“We recognize that we can’t include everyone in every format, but we want to have an option for every single person. So that’s kind of our guiding principle,” Taylor-Troutman said. “I will say that many of our members, they’re just very eager to get back in person. They have online fatigue. And we’re a close-knit congregation … So people, a huge reason they came to church was for the community aspect, to see their friends and their church family.”
Kat Good, a Chatham resident, said her church in Orange County is still meeting remotely — but she views that as a good thing. She works with children as the assistant director of religious education at The Community Church of Chapel Hill Unitarian Universalist.
“I really like online church, and I kind of only have liked it more the more we do it,” Good said. “I’m not really itching to get back to the way we were, and in fact, I think being able to adapt online has helped us do church better, and there’s going to be things even when we go back in-person we’re going to keep doing from this time.”
Last year, Good used baby chicks in a video for her children’s Easter service; this year they were full grown. “All the animals come to church now, which is great,” she said with a laugh, adding that she’s gotten to know the children she serves better this year, seeing them in their homes and when they choose to log on.
“Honestly, for us, it was kind of like a normal Sunday,” Good said of Easter, adding that as a Unitarian Universalist church — which weaves many religious traditions and identities together — Easter isn’t a huge holiday.
This year, Good said, with the exception of one 6-year-old, people were not dressed up on the Zoom call, which wasn’t the case last Easter.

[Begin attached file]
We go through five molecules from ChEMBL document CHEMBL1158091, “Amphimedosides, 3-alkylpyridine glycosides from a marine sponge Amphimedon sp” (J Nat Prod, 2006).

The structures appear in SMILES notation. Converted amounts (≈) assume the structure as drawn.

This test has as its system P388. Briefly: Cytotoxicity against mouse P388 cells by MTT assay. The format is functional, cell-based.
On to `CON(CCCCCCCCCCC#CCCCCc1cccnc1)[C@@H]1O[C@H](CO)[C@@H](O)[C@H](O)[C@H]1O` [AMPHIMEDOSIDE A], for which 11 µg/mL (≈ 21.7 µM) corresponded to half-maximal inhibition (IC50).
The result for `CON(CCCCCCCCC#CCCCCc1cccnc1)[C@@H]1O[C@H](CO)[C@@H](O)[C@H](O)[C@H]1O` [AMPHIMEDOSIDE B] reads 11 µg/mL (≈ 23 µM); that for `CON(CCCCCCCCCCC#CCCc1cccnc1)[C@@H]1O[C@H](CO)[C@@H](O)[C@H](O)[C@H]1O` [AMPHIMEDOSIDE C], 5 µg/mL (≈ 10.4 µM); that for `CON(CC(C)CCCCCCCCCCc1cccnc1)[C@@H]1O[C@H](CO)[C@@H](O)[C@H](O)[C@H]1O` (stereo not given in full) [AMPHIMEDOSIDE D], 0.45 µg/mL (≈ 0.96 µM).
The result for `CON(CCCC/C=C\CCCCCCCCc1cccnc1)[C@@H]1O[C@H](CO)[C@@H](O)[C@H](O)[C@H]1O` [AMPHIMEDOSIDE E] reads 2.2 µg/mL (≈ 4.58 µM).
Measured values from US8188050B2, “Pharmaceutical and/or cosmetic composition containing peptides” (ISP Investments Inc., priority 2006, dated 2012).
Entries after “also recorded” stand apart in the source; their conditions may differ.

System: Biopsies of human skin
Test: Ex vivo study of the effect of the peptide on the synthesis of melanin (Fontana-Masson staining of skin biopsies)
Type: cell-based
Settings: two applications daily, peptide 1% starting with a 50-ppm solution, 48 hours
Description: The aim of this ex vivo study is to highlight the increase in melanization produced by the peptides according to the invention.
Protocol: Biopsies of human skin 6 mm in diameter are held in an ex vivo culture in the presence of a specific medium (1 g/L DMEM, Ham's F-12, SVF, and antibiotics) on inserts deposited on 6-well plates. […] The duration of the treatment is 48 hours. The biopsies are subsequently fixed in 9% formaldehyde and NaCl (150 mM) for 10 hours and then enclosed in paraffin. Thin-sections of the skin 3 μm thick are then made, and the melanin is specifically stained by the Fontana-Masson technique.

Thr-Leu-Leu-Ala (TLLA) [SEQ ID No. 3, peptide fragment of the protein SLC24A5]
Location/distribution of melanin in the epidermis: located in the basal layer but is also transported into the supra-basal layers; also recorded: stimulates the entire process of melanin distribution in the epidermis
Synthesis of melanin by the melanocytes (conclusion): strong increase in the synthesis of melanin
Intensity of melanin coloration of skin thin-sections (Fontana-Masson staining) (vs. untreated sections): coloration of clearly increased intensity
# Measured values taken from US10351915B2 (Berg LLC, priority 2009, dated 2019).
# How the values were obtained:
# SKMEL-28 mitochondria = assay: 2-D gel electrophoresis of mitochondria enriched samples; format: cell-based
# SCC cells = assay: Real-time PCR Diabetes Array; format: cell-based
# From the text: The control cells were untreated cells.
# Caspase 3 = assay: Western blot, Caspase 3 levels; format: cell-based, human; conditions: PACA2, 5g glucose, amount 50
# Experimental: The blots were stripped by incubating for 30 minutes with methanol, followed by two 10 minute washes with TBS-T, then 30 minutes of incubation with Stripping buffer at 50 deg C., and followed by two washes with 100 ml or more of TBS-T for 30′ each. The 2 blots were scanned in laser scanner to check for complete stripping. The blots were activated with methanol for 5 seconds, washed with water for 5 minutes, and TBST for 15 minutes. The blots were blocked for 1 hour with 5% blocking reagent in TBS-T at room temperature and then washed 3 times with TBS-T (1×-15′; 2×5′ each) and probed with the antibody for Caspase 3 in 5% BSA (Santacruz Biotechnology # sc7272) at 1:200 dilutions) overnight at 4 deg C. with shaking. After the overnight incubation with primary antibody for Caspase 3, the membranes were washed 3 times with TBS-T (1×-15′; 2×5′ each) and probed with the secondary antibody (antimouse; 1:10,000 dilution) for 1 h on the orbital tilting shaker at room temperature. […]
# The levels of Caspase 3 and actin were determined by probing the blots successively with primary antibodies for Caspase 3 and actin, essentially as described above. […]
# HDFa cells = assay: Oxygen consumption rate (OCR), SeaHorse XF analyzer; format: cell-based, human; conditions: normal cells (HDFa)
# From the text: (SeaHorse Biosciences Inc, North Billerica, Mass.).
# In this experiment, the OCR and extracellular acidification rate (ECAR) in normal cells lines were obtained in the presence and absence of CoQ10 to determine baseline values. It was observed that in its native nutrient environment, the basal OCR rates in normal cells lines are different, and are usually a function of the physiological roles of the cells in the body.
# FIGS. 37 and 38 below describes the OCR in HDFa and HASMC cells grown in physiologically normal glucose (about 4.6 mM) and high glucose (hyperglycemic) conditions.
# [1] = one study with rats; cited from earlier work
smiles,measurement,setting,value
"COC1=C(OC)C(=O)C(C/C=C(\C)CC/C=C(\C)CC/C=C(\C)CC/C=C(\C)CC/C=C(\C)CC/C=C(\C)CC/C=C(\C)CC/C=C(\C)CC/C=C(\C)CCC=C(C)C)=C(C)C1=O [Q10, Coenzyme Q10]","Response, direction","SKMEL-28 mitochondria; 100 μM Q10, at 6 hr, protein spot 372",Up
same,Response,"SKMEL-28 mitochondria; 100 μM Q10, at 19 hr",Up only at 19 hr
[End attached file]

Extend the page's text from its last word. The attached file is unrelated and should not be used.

“That is a big change — Easter’s normally a dress-up day,” she said. “And we are certainly feeling the effects of being at this for over a year.”
Rev. Charles Mathews of Union Grove A.M.E Zion Church in Bear Creek said his congregation is still meeting online, with plans to begin moving to parking lot worship soon. They observed Holy Week together by meeting over Facebook Live and Zoom to fast, read and reflect on Scripture and worship. The church also hosted a small in-person gathering on Saturday to celebrate Easter vigil with parking lot games and fellowship.
“Despite the different ways that we have been meeting, this was just a steal,” Mathews said. “It’s been a wonderful experience for us to still try to unite in our faith, share our faith and keep in relationship.”
After their abbreviated virtual Easter service, Mathew’s church joined Terrell’s Chapel A.M.E Zion in Pittsboro for its first outdoor worship service — previously the church had only met by phone, so Mathews said it was important to celebrate the occasion together on Resurrection Sunday.
“I think it has been beautiful ... And you know, it’s just being grateful that this was reflective of what is, of what this week and day meant for us,” he said.
He’s grateful, too, that the pandemic happened during a time with such advanced technology. As his church begins to offer more in-person services, he’s taking time to reflect not only on the positives the pandemic has brought his church, but the very real impacts the pandemic is still having on people and communities.
“There’s still people that are dying, you know, it’s not over,” Mathews said.
Father Julio Martinez of St. Julia Catholic Church told the News + Record in March he was continuing to stress safety at church services — emphasizing masking, social distancing and helping congregants to get vaccinated. St. Julia’s hosted five Easter services, with two Saturday evening and three on Sunday morning.
“If we can’t fit certain groups inside the church, they’ll just stand outside in the plaza and hopefully they will be able to participate from there, as we have done in the past,” he said. “But we’re continuing with providing our people with the opportunity to worship.”
St. Julia’s congregation is more than 85% Hispanic, and offers both Spanish and English masses. During a normal Holy Week celebration, Martinez said his church would have live stations of the Cross on Easter, but due to COVID-19 safety concerns, they did not this year.